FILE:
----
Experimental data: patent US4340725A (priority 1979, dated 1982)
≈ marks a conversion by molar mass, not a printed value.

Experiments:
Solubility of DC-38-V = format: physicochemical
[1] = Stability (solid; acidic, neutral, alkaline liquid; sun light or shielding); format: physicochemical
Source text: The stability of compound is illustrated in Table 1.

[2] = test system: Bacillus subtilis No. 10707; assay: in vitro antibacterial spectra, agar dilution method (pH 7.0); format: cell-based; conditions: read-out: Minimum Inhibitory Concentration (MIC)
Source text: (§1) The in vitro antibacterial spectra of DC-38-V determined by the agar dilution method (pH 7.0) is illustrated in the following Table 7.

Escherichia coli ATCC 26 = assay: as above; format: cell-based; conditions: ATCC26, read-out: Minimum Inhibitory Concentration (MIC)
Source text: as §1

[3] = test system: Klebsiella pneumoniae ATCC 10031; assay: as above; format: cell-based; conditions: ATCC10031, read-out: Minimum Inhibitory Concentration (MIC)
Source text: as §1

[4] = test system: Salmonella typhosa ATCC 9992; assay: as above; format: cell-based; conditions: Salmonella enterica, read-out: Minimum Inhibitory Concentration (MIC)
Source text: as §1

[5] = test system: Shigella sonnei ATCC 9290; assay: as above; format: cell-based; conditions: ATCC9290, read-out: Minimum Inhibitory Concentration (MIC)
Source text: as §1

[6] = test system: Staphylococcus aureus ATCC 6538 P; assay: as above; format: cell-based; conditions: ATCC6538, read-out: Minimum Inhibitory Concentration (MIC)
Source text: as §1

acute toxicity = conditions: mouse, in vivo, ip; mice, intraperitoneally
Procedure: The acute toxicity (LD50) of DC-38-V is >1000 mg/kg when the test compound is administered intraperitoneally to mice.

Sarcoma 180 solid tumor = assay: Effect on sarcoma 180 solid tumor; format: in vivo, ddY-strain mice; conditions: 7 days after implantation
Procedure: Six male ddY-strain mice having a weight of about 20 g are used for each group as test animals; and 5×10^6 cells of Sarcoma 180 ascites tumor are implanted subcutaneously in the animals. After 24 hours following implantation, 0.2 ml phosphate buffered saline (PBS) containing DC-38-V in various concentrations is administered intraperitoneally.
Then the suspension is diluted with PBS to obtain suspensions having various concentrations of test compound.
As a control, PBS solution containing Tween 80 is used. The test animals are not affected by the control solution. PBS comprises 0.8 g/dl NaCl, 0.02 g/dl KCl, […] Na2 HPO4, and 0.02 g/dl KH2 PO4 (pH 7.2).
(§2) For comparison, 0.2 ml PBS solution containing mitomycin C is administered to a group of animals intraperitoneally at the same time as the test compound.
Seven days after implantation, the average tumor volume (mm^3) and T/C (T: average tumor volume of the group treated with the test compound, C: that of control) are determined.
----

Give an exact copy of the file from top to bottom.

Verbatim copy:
Experimental data: patent US4340725A (priority 1979, dated 1982)
≈ marks a conversion by molar mass, not a printed value.

Experiments:
Solubility of DC-38-V = format: physicochemical
[1] = Stability (solid; acidic, neutral, alkaline liquid; sun light or shielding); format: physicochemical
Source text: The stability of compound is illustrated in Table 1.

[2] = test system: Bacillus subtilis No. 10707; assay: in vitro antibacterial spectra, agar dilution method (pH 7.0); format: cell-based; conditions: read-out: Minimum Inhibitory Concentration (MIC)
Source text: (§1) The in vitro antibacterial spectra of DC-38-V determined by the agar dilution method (pH 7.0) is illustrated in the following Table 7.

Escherichia coli ATCC 26 = assay: as above; format: cell-based; conditions: ATCC26, read-out: Minimum Inhibitory Concentration (MIC)
Source text: as §1

[3] = test system: Klebsiella pneumoniae ATCC 10031; assay: as above; format: cell-based; conditions: ATCC10031, read-out: Minimum Inhibitory Concentration (MIC)
Source text: as §1

[4] = test system: Salmonella typhosa ATCC 9992; assay: as above; format: cell-based; conditions: Salmonella enterica, read-out: Minimum Inhibitory Concentration (MIC)
Source text: as §1

[5] = test system: Shigella sonnei ATCC 9290; assay: as above; format: cell-based; conditions: ATCC9290, read-out: Minimum Inhibitory Concentration (MIC)
Source text: as §1

[6] = test system: Staphylococcus aureus ATCC 6538 P; assay: as above; format: cell-based; conditions: ATCC6538, read-out: Minimum Inhibitory Concentration (MIC)
Source text: as §1

acute toxicity = conditions: mouse, in vivo, ip; mice, intraperitoneally
Procedure: The acute toxicity (LD50) of DC-38-V is >1000 mg/kg when the test compound is administered intraperitoneally to mice.

Sarcoma 180 solid tumor = assay: Effect on sarcoma 180 solid tumor; format: in vivo, ddY-strain mice; conditions: 7 days after implantation
Procedure: Six male ddY-strain mice having a weight of about 20 g are used for each group as test animals; and 5×10^6 cells of Sarcoma 180 ascites tumor are implanted subcutaneously in the animals. After 24 hours following implantation, 0.2 ml phosphate buffered saline (PBS) containing DC-38-V in various concentrations is administered intraperitoneally.
Then the suspension is diluted with PBS to obtain suspensions having various concentrations of test compound.
As a control, PBS solution containing Tween 80 is used. The test animals are not affected by the control solution. PBS comprises 0.8 g/dl NaCl, 0.02 g/dl KCl, […] Na2 HPO4, and 0.02 g/dl KH2 PO4 (pH 7.2).
(§2) For comparison, 0.2 ml PBS solution containing mitomycin C is administered to a group of animals intraperitoneally at the same time as the test compound.
Seven days after implantation, the average tumor volume (mm^3) and T/C (T: average tumor volume of the group treated with the test compound, C: that of control) are determined.